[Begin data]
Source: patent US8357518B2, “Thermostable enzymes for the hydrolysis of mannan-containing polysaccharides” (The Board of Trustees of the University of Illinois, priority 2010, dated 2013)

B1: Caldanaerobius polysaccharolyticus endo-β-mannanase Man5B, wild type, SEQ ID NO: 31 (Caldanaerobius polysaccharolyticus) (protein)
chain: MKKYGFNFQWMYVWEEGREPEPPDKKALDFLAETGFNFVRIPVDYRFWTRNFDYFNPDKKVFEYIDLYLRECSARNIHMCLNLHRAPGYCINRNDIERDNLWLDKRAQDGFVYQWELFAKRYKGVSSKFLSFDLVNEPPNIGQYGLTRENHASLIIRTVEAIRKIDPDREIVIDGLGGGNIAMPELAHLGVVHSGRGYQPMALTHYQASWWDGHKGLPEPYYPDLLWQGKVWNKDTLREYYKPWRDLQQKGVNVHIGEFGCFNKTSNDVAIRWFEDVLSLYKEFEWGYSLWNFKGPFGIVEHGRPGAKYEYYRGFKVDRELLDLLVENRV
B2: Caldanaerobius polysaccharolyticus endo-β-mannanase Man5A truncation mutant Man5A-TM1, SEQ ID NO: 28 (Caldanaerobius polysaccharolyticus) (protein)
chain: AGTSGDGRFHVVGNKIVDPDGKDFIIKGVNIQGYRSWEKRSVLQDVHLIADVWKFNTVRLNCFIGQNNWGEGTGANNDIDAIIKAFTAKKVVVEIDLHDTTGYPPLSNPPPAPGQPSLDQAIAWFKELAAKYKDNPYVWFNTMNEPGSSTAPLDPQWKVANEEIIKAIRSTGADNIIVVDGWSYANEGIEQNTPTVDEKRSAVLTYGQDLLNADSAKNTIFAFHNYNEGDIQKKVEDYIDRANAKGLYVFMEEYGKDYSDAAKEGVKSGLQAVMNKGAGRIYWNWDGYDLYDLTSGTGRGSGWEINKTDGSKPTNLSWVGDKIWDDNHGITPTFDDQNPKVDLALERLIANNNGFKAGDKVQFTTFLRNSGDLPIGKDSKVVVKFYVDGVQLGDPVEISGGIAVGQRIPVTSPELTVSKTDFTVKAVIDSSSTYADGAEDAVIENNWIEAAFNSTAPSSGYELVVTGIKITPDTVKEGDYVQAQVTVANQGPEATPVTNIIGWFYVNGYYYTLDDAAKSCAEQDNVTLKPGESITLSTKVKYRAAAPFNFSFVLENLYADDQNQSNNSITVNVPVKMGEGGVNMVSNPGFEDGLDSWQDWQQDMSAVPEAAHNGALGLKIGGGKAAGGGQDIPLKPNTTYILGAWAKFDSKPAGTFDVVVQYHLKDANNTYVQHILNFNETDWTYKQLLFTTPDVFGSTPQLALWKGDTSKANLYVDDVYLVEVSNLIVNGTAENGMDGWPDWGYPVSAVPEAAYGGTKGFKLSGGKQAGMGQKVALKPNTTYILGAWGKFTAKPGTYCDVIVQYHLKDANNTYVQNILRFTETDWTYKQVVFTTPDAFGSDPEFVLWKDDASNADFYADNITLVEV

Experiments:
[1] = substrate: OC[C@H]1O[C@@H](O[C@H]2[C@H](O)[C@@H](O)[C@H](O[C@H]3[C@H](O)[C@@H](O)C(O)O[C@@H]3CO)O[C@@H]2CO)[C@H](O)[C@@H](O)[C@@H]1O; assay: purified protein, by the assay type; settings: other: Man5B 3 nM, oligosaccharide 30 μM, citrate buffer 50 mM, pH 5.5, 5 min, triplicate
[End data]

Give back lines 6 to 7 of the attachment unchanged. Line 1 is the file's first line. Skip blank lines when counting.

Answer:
Experiments:
[1] = substrate: OC[C@H]1O[C@@H](O[C@H]2[C@H](O)[C@@H](O)[C@H](O[C@H]3[C@H](O)[C@@H](O)C(O)O[C@@H]3CO)O[C@@H]2CO)[C@H](O)[C@@H](O)[C@@H]1O; assay: purified protein, by the assay type; settings: other: Man5B 3 nM, oligosaccharide 30 μM, citrate buffer 50 mM, pH 5.5, 5 min, triplicate